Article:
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Scientific classification
Kingdom: Bacteria
Phylum: Proteobacteria
Class: Alphaproteobacteria
Subclass: Rickettsidae
Order: Rickettsiales
Family: Midichloriaceae
Genus: Midichloria

Midichloria is a genus of Gram-negative, non spore-forming bacteria, with bacillus shape around 0.45 µm in diameter and 1.2 µm in length. First described in 2004 with the temporary name IricES1, Midichloria species are symbionts of the hard tick Ixodes ricinus. They live in the cells of the ovary of the females of this tick species. These bacteria have been observed in the mitochondria of the host cells, a trait that has never been described in any other symbiont of animals. Midichloria bacteria seem to consume the mitochondria they parasitize, possibly using them as a source of energy and/or molecules to multiply. The interaction of these symbionts with their host is currently unknown, though the 100% prevalence in the females of the host tick seems to suggest a mutualistic association.


Only one species, Midichloria mitochondrii, is described in this genus.[1] Molecular screenings, however, have detected the presence of related bacteria in other tick species, as well as in other blood-sucking arthropods, suggesting the possibility of horizontal transmission of these bacteria.

It was given its own family, the Midichloriaceae, in the Rickettsiales.[2] Some poorly studied candidate species belonging to this family may include Nicolleia massiliensis and the unclassified Montezuma strain.[3]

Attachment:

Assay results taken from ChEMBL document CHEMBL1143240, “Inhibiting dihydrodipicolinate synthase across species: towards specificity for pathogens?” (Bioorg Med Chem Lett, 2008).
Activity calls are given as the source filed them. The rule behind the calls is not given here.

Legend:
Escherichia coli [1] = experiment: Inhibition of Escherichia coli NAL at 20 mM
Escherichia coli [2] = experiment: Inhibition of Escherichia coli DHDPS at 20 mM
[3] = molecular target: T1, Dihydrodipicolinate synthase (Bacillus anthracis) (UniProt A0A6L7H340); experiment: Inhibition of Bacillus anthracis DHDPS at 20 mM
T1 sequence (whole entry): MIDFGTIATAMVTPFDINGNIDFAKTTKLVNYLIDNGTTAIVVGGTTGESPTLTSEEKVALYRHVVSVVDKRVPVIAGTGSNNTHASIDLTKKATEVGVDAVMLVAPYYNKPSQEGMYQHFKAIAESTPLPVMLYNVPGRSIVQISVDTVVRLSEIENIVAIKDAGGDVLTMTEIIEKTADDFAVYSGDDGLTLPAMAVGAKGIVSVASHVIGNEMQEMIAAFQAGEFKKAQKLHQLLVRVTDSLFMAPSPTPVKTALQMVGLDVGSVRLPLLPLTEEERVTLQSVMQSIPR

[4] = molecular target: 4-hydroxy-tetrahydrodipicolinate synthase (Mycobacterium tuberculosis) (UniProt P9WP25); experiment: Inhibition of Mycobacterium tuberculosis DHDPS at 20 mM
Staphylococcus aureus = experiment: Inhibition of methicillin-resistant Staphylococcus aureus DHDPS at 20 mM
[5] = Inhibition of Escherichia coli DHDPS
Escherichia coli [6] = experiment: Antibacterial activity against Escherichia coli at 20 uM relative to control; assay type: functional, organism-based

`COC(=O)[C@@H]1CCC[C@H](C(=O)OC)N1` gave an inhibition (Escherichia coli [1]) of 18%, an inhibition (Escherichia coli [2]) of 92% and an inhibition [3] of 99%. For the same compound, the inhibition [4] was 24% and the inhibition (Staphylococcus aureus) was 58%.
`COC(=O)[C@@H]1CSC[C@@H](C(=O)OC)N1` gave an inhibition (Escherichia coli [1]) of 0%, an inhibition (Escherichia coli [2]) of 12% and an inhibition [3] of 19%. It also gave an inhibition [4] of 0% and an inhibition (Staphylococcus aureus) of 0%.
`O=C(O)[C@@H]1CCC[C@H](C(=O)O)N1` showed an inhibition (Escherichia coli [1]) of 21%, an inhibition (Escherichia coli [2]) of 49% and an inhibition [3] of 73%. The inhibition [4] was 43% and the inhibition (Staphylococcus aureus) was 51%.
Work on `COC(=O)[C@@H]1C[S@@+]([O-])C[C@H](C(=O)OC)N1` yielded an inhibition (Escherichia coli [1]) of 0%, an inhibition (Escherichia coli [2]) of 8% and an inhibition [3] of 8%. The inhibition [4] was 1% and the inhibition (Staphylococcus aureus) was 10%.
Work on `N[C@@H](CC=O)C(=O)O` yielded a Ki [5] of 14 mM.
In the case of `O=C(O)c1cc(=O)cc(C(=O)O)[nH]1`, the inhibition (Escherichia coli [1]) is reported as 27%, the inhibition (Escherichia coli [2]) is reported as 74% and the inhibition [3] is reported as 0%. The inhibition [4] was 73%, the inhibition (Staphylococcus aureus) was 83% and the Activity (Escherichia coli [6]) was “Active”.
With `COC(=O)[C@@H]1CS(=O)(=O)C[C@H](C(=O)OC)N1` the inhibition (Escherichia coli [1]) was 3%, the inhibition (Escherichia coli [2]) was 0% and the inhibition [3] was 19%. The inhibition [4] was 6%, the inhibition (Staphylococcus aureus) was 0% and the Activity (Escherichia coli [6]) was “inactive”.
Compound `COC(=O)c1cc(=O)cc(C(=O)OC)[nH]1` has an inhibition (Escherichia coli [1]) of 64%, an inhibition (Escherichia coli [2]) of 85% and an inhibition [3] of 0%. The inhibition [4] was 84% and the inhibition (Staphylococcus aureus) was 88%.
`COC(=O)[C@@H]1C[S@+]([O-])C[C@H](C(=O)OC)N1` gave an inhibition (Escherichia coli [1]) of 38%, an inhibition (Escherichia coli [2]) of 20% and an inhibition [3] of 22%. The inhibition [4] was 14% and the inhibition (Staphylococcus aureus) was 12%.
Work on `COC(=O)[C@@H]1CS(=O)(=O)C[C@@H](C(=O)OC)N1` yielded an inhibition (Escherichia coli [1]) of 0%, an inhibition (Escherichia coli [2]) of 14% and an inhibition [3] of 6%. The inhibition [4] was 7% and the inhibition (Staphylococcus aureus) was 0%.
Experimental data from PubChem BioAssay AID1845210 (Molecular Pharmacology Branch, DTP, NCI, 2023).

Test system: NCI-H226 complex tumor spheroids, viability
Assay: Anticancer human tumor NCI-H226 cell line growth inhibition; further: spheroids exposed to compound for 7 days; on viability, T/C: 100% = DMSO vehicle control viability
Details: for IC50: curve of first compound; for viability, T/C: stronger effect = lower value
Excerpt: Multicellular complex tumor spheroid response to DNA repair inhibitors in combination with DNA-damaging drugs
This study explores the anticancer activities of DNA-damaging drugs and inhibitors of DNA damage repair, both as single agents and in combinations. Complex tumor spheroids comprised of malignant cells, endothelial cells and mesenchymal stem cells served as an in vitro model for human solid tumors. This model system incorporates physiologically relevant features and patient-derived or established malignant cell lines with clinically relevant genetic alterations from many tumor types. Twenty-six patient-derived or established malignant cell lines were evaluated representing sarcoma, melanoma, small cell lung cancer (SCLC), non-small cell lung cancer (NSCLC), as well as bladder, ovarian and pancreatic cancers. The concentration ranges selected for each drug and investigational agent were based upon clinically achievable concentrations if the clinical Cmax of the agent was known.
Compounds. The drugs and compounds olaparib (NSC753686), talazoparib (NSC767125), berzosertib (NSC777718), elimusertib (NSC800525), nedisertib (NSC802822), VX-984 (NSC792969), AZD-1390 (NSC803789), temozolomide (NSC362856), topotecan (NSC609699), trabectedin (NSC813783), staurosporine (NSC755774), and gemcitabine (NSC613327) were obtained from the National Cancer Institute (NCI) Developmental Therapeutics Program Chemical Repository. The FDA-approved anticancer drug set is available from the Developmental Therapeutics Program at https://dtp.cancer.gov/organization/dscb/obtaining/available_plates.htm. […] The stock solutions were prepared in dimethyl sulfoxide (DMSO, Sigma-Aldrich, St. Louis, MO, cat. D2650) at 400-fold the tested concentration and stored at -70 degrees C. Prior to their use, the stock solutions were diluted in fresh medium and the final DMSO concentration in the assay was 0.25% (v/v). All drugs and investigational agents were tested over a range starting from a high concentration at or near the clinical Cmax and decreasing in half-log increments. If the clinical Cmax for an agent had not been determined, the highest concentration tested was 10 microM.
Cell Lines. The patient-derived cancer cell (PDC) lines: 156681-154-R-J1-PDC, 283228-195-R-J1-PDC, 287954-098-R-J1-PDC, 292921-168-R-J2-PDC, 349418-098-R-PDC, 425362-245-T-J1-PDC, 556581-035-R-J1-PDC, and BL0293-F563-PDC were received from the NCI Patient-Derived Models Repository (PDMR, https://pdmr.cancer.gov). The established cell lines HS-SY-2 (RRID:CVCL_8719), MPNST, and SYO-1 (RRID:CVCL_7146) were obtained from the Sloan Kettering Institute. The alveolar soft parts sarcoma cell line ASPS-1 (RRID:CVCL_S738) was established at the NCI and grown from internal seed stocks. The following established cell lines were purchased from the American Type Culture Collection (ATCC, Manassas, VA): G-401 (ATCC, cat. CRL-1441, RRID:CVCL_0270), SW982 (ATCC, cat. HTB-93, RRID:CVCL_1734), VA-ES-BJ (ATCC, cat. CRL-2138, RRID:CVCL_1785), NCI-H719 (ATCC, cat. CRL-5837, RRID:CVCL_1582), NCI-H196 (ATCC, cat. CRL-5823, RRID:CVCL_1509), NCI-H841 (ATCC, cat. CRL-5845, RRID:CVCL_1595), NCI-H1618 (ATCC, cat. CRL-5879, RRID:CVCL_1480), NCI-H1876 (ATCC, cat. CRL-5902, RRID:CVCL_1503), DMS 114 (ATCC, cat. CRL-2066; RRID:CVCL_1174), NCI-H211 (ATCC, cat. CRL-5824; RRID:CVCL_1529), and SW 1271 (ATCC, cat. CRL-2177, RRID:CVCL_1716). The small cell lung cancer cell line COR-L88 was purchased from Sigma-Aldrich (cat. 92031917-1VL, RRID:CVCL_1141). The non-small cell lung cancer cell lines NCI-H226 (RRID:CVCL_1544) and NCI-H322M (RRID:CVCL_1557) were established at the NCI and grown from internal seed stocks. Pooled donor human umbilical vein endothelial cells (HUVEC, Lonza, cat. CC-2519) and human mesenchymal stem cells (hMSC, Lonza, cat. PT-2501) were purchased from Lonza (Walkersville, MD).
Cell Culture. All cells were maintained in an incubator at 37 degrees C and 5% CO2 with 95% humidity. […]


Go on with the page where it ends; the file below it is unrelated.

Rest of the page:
The name of this bacterial genus, Midichloria (mi.di.chlo’ria. N.L. fem. n.), is derived from the midi-chlorians, a symbiotic, microscopic life form described in the fictional Star Wars universe.[1]


The genome of Midichloria mitochondrii has been sequenced by an international scientific consortium formed by researchers belonging to the University of Milan, the University of Sydney, the University of Valencia, the University of Pavia, and the University of Milan Bicocca.[4]

The genome is 1.2 Mb, and it is, for most characteristics, very similar to the genomes of the other Rickettsiales, with two notable exceptions; the genome of Midichloria mitochondrii contains the gene sets for the synthesis of the flagellum and of a cytochrome oxidase of the cbb3 kind.

Midichloria and the origin of mitochondria[edit]

The Rickettsiales are widely regarded as being the closest relatives to mitochondria. Based on the fact that the Midichloria genes for the flagellum and for the cbb3 cytochrome oxidase were proven to be ancestral, it was inferred that they were present in the bacterium that established the symbiosis with the ancestor of the eukaryotic cell to become the mitochondrion. The sequencing of the genome of Midichloria mitochondrii thus allowed an updated reconstruction of the free-living mitochondrial ancestor. It was a motile bacterium able to survive in microaerophilic conditions. Both these characteristics may have played an important role in the beginning of the symbiosis between the eukaryotic cell and the mitochondrion.

Phylogeny of Rickettsiales

Magnetococcus marinus